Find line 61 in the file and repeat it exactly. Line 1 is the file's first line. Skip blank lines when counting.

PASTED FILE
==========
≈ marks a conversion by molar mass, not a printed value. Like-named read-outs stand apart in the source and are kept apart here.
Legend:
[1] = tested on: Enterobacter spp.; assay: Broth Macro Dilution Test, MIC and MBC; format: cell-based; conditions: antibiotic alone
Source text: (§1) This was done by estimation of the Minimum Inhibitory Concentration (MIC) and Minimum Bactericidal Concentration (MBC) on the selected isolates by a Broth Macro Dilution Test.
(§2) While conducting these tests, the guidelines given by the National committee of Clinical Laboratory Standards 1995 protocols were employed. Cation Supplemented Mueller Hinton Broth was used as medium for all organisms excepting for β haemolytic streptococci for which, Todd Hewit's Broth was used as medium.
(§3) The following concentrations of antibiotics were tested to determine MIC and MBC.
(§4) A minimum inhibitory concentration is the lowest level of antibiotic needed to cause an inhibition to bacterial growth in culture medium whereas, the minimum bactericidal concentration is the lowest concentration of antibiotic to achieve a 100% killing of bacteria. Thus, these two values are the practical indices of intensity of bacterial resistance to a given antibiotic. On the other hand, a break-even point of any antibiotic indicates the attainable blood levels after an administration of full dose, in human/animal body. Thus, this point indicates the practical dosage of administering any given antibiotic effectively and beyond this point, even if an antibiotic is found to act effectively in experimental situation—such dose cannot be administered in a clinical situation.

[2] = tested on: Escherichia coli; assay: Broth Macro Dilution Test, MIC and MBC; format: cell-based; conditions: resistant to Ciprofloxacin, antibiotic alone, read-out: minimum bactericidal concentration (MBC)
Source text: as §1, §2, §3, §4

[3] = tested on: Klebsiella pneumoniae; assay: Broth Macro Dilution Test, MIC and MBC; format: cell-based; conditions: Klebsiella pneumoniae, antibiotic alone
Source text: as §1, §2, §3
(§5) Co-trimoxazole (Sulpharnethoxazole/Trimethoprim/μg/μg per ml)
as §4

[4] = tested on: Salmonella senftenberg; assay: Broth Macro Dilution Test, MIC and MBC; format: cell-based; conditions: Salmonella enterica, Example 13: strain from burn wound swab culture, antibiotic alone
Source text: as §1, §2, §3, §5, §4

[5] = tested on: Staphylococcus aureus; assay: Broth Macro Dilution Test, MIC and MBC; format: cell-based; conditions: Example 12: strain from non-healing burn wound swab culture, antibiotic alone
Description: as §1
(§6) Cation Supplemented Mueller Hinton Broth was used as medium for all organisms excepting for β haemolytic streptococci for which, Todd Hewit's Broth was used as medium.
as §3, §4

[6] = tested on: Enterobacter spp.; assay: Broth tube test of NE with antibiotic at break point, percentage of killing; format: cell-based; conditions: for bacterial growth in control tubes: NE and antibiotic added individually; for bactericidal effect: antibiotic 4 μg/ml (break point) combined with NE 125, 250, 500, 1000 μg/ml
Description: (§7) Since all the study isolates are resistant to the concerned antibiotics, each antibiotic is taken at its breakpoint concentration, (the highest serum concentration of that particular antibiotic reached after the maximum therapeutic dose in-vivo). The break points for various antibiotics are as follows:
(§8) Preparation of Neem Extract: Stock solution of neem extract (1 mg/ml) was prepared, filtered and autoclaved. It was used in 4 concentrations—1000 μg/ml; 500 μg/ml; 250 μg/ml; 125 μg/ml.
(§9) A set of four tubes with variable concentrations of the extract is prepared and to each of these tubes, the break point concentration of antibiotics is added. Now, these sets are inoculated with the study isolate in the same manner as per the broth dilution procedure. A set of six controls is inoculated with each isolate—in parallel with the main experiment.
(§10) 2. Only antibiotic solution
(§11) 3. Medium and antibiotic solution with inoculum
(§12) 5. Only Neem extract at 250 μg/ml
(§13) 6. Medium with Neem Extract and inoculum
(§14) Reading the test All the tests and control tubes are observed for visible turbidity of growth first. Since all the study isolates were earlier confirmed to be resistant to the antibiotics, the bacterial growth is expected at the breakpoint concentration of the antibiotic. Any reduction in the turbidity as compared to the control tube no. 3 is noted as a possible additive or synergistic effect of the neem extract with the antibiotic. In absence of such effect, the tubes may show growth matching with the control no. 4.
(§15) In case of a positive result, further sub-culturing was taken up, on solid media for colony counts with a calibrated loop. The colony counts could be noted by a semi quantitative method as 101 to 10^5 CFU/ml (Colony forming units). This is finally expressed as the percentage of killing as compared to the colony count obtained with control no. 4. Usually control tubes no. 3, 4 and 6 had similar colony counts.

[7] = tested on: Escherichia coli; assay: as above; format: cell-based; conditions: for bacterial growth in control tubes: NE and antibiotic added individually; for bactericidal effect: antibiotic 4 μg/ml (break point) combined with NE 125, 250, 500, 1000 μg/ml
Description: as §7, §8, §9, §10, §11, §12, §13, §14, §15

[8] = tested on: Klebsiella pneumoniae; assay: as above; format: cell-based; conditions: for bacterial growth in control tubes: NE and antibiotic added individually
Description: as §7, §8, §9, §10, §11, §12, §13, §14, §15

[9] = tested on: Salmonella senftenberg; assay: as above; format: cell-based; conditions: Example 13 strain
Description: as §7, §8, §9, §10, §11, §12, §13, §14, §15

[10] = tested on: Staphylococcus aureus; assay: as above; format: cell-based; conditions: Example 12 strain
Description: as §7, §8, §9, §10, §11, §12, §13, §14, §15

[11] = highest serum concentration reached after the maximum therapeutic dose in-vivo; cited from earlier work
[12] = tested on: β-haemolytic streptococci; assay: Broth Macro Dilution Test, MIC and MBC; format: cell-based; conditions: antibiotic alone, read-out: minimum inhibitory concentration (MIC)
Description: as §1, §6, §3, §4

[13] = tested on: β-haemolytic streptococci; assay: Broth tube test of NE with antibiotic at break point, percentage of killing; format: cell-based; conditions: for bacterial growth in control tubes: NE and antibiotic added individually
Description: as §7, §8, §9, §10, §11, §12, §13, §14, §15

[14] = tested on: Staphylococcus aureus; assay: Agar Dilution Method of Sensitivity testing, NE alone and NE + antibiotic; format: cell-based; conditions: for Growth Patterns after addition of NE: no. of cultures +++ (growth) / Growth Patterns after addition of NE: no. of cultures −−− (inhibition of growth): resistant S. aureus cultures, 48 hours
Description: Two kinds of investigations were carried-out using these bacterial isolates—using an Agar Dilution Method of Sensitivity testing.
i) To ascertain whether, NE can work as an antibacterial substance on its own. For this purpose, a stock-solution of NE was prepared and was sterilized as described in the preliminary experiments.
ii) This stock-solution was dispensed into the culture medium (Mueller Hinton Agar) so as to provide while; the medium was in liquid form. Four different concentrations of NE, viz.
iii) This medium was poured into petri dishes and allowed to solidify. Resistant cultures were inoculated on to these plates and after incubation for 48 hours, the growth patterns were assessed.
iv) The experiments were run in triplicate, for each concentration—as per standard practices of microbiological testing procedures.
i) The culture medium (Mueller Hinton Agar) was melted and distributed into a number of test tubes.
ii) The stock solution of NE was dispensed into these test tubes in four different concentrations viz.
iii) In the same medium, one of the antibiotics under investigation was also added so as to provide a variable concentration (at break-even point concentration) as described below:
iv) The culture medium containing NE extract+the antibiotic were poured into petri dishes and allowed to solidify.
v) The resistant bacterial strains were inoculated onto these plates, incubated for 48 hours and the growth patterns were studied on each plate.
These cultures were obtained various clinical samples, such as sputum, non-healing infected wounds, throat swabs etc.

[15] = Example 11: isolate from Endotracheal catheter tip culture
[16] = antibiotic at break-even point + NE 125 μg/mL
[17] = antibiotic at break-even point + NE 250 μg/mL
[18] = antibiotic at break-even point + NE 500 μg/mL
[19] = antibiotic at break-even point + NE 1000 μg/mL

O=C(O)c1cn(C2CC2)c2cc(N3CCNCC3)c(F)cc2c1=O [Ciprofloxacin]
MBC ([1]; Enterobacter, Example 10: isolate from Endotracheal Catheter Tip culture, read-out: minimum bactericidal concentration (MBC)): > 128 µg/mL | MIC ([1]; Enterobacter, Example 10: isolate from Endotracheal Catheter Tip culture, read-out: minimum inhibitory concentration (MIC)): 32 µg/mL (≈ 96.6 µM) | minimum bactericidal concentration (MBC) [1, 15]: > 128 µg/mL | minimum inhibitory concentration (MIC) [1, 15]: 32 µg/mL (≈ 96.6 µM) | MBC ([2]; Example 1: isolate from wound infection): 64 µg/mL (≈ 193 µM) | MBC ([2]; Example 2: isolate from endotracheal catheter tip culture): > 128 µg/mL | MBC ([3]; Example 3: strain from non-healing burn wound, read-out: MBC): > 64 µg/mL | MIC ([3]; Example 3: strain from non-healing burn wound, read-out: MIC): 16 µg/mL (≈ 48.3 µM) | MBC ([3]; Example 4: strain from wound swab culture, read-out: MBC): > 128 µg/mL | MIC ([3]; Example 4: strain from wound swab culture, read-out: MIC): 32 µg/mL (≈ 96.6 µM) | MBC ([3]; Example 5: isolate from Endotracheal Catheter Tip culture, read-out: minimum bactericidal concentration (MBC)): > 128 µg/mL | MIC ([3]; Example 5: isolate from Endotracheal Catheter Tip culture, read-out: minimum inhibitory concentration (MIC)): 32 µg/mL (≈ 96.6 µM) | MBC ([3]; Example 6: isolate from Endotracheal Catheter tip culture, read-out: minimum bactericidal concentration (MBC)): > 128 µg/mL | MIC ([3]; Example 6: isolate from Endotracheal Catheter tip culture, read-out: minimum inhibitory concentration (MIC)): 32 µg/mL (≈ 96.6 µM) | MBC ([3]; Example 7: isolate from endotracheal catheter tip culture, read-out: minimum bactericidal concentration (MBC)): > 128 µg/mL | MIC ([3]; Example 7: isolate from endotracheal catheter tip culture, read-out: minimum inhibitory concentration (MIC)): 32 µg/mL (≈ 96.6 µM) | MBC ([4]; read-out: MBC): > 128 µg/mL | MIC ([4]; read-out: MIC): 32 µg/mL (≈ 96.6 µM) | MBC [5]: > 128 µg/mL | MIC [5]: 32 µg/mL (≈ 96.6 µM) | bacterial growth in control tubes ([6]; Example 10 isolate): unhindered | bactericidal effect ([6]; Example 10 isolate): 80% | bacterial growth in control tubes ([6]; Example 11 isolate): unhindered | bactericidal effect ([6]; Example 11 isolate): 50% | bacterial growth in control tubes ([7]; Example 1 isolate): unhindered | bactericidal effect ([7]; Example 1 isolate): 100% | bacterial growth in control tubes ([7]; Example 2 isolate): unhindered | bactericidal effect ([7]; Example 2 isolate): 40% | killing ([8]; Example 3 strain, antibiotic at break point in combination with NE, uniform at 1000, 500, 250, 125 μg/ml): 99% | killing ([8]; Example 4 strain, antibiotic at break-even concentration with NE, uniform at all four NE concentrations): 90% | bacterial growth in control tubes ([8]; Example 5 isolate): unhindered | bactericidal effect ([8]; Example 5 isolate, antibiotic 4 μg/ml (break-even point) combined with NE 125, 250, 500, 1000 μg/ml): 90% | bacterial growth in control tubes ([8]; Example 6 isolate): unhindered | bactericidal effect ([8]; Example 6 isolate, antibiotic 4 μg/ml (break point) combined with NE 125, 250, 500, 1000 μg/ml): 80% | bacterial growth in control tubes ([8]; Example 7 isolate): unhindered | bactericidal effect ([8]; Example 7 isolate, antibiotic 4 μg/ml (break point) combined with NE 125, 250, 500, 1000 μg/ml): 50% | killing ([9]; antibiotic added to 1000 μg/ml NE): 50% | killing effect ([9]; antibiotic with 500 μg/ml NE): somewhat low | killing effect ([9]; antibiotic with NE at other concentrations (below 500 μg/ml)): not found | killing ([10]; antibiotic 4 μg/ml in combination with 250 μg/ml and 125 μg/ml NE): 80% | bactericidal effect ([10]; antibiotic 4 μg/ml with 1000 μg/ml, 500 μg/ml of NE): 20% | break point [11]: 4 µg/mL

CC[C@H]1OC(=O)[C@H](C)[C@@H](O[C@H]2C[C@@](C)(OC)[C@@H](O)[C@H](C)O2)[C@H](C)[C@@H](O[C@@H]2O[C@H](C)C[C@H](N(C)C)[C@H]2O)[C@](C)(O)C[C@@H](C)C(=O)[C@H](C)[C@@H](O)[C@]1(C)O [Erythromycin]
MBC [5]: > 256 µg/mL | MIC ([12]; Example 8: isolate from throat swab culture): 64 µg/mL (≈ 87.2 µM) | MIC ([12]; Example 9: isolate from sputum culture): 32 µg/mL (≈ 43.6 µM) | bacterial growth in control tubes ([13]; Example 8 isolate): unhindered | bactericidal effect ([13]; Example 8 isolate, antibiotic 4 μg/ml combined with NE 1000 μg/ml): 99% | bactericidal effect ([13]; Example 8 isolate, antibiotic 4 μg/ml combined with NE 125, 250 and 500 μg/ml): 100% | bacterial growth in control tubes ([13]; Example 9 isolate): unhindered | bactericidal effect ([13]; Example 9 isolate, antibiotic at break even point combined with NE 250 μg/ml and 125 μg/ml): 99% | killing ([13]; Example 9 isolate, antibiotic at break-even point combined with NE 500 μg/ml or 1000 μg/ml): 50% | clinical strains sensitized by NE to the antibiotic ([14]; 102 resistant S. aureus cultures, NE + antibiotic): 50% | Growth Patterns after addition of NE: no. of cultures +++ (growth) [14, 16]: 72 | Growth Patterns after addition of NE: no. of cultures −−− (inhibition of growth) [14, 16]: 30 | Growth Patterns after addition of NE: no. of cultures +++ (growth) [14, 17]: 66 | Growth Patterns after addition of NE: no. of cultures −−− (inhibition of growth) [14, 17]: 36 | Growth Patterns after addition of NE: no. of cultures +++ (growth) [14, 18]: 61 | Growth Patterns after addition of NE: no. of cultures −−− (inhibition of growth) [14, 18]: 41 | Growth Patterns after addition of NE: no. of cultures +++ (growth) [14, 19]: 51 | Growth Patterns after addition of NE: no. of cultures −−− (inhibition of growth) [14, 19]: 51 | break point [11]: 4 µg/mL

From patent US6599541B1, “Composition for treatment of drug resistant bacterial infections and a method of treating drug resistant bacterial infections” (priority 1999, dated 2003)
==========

MBC ([1]; Enterobacter, Example 10: isolate from Endotracheal Catheter Tip culture, read-out: minimum bactericidal concentration (MBC)): > 128 µg/mL | MIC ([1]; Enterobacter, Example 10: isolate from Endotracheal Catheter Tip culture, read-out: minimum inhibitory concentration (MIC)): 32 µg/mL (≈ 96.6 µM) | minimum bactericidal concentration (MBC) [1, 15]: > 128 µg/mL | minimum inhibitory concentration (MIC) [1, 15]: 32 µg/mL (≈ 96.6 µM) | MBC ([2]; Example 1: isolate from wound infection): 64 µg/mL (≈ 193 µM) | MBC ([2]; Example 2: isolate from endotracheal catheter tip culture): > 128 µg/mL | MBC ([3]; Example 3: strain from non-healing burn wound, read-out: MBC): > 64 µg/mL | MIC ([3]; Example 3: strain from non-healing burn wound, read-out: MIC): 16 µg/mL (≈ 48.3 µM) | MBC ([3]; Example 4: strain from wound swab culture, read-out: MBC): > 128 µg/mL | MIC ([3]; Example 4: strain from wound swab culture, read-out: MIC): 32 µg/mL (≈ 96.6 µM) | MBC ([3]; Example 5: isolate from Endotracheal Catheter Tip culture, read-out: minimum bactericidal concentration (MBC)): > 128 µg/mL | MIC ([3]; Example 5: isolate from Endotracheal Catheter Tip culture, read-out: minimum inhibitory concentration (MIC)): 32 µg/mL (≈ 96.6 µM) | MBC ([3]; Example 6: isolate from Endotracheal Catheter tip culture, read-out: minimum bactericidal concentration (MBC)): > 128 µg/mL | MIC ([3]; Example 6: isolate from Endotracheal Catheter tip culture, read-out: minimum inhibitory concentration (MIC)): 32 µg/mL (≈ 96.6 µM) | MBC ([3]; Example 7: isolate from endotracheal catheter tip culture, read-out: minimum bactericidal concentration (MBC)): > 128 µg/mL | MIC ([3]; Example 7: isolate from endotracheal catheter tip culture, read-out: minimum inhibitory concentration (MIC)): 32 µg/mL (≈ 96.6 µM) | MBC ([4]; read-out: MBC): > 128 µg/mL | MIC ([4]; read-out: MIC): 32 µg/mL (≈ 96.6 µM) | MBC [5]: > 128 µg/mL | MIC [5]: 32 µg/mL (≈ 96.6 µM) | bacterial growth in control tubes ([6]; Example 10 isolate): unhindered | bactericidal effect ([6]; Example 10 isolate): 80% | bacterial growth in control tubes ([6]; Example 11 isolate): unhindered | bactericidal effect ([6]; Example 11 isolate): 50% | bacterial growth in control tubes ([7]; Example 1 isolate): unhindered | bactericidal effect ([7]; Example 1 isolate): 100% | bacterial growth in control tubes ([7]; Example 2 isolate): unhindered | bactericidal effect ([7]; Example 2 isolate): 40% | killing ([8]; Example 3 strain, antibiotic at break point in combination with NE, uniform at 1000, 500, 250, 125 μg/ml): 99% | killing ([8]; Example 4 strain, antibiotic at break-even concentration with NE, uniform at all four NE concentrations): 90% | bacterial growth in control tubes ([8]; Example 5 isolate): unhindered | bactericidal effect ([8]; Example 5 isolate, antibiotic 4 μg/ml (break-even point) combined with NE 125, 250, 500, 1000 μg/ml): 90% | bacterial growth in control tubes ([8]; Example 6 isolate): unhindered | bactericidal effect ([8]; Example 6 isolate, antibiotic 4 μg/ml (break point) combined with NE 125, 250, 500, 1000 μg/ml): 80% | bacterial growth in control tubes ([8]; Example 7 isolate): unhindered | bactericidal effect ([8]; Example 7 isolate, antibiotic 4 μg/ml (break point) combined with NE 125, 250, 500, 1000 μg/ml): 50% | killing ([9]; antibiotic added to 1000 μg/ml NE): 50% | killing effect ([9]; antibiotic with 500 μg/ml NE): somewhat low | killing effect ([9]; antibiotic with NE at other concentrations (below 500 μg/ml)): not found | killing ([10]; antibiotic 4 μg/ml in combination with 250 μg/ml and 125 μg/ml NE): 80% | bactericidal effect ([10]; antibiotic 4 μg/ml with 1000 μg/ml, 500 μg/ml of NE): 20% | break point [11]: 4 µg/mL